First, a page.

really... is 4" PVC "good enough"?

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Forum topic by rieferman posted 01-12-2011 09:14 PM 1160 views 0 times favorited 6 replies Add to Favorites Watch
View rieferman's profile


39 posts in 2893 days

01-12-2011 09:14 PM

I’m new to this forum but have been lurking for awhile. This is a very active board with a lot of great posts, so kudos on that. I hope I can contribute positively too.

Now, down to business..

I understand the math and calculations and science that says I should use 6” PVC for plumbing my harbor freight 2 hp dust collector. I get it, it’s better.

I also understand the math that says that the free 4” PVC and fittings that I received is much better on my single income budget than un-free 6” PVC.

SOOOOO… For those of you with 4” hard plumbed to each machine (i.e. centralized DC, NOT moved from machine to machine) using a similarly powered dust collector (I have built a thien baffle into my system) is 4” pipe “good enough”? I mean, in the real world where I reside, has your experience with this type of setup be pretty positive, or is it a totally worthless step to take? (side note: I will be wearing a respirator while working, so I’m looking to pickup chips not the “fine dust” per se).

-- New to woodworking, old to barn fixin'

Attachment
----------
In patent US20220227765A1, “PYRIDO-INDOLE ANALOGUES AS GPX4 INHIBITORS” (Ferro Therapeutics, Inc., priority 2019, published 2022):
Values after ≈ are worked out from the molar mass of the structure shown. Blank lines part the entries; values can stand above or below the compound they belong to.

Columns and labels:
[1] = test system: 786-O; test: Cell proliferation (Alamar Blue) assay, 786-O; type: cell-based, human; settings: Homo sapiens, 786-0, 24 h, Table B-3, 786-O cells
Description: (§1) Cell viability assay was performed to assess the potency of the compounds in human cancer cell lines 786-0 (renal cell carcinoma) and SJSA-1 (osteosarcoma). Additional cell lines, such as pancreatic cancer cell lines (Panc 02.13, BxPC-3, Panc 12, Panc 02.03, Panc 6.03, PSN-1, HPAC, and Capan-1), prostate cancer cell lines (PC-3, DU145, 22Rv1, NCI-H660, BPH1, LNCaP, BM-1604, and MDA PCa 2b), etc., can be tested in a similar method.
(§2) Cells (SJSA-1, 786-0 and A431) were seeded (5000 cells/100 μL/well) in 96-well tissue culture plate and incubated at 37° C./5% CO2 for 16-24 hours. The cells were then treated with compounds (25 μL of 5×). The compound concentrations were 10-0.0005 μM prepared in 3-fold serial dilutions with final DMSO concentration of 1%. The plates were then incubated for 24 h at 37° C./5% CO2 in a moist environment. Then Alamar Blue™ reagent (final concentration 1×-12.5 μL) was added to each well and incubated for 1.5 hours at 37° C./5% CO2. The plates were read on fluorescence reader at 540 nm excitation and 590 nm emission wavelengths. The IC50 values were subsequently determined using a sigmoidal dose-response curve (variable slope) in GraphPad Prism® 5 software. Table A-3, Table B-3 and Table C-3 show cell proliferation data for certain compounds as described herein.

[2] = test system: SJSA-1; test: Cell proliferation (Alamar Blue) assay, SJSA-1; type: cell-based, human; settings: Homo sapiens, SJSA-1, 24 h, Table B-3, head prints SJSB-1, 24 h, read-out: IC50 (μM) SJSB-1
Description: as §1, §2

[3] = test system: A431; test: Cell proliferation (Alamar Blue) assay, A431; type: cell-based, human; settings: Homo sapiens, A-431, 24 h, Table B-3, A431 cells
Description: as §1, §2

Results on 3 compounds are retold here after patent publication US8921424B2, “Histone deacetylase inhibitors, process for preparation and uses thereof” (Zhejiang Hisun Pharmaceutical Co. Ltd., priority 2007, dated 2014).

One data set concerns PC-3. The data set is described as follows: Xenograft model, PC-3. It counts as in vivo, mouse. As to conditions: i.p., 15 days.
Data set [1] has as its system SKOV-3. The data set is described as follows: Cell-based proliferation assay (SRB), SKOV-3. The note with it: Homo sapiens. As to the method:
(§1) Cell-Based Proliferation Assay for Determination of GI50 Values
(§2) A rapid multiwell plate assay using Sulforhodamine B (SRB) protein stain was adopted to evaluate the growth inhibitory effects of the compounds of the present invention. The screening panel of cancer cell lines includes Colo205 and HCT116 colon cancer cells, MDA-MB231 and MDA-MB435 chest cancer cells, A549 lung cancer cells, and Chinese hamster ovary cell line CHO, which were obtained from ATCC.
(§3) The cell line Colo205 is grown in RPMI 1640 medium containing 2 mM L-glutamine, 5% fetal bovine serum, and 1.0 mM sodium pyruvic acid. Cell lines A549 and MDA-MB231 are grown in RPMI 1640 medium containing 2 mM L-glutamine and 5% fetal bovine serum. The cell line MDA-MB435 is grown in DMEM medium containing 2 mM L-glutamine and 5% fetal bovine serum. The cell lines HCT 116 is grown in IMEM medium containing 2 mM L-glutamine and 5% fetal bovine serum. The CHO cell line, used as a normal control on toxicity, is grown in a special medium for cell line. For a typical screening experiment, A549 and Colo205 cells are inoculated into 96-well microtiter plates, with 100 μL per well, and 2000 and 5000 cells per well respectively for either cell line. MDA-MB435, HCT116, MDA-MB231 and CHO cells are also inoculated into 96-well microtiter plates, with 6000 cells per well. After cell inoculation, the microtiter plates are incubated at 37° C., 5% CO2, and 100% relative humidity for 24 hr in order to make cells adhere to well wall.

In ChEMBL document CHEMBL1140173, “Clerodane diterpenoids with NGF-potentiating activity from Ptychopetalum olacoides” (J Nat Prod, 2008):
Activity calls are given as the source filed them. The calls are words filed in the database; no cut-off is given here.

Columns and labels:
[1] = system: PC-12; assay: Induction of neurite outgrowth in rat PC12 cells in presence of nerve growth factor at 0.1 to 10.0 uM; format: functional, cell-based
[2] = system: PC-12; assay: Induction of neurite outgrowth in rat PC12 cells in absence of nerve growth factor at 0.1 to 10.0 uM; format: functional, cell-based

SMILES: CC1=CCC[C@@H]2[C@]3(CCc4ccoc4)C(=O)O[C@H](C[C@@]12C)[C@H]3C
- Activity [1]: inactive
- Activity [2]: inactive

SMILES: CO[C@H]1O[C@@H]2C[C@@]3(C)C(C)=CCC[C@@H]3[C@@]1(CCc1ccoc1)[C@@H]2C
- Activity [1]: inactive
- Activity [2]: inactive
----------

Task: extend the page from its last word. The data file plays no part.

6 replies so far

View Paul C.'s profile

Paul C.

154 posts in 3447 days

#1 posted 01-12-2011 09:22 PM

I think so, yes. But – wear a mask.

My 4 in system grabs all the chips fine, but I am leery of the fine dust.

View live4ever's profile


983 posts in 3212 days

#2 posted 01-12-2011 09:33 PM

Welcome to LJ.

I’ve been researching the same thing lately, and am in the process of doing exactly what you’re wanting to do.

I haven’t come across anything that says it WON’T work or is a waste of time. There are plenty of people using both 4” pipe and 6” pipe successfully, even though the calculations suggest that 4” won’t give enough CFM at the machine and that 6” won’t keep the airspeed high enough to keep dust and chips in suspension.

Basically, using EITHER 4” or 6” pipe is pushing the limits of this DC in different directions (assuming a long run of 20-30ft), and you have to try to make up for that in as many different ways as you can. Here are the ways people are doing that, and I plan to make a lot of these modifications to my own setup:

1) A cartridge upgrade from Wynn.

2a) A stovepipe mod, which replaces the gray flex hose between blower and bag ring with smooth metal – see NBeener’s recent forum post


2b) Building a new shopmade carriage/platform for the motor that mounts it vertically, such that the blower has a straight, few inch, shot into the bag ring. The saved space also provides room for a Thein trashcan separator. One thing to note about the Thein separator – it will probably eat up much of the performance gains made by the other mods – so you have to decide how important chip separation is to you.

3) Designing your ductwork system carefully, replacing all 90 degree turn with gradual 45 degree bends. Placing blast gates at branch points to minimize wasted airflow. Reducing lengths of flex hose as much as possible.

For me, the trouble of all of these mods isn’t that bad – less trouble than trying to source, buy, and piece together 6” pipe and fittings. YMMV.

-- Optimists are usually disappointed. Pessimists are either right or pleasantly surprised. I tend to be a disappointed pessimist.

View PurpLev's profile


8547 posts in 3850 days

#3 posted 01-12-2011 09:40 PM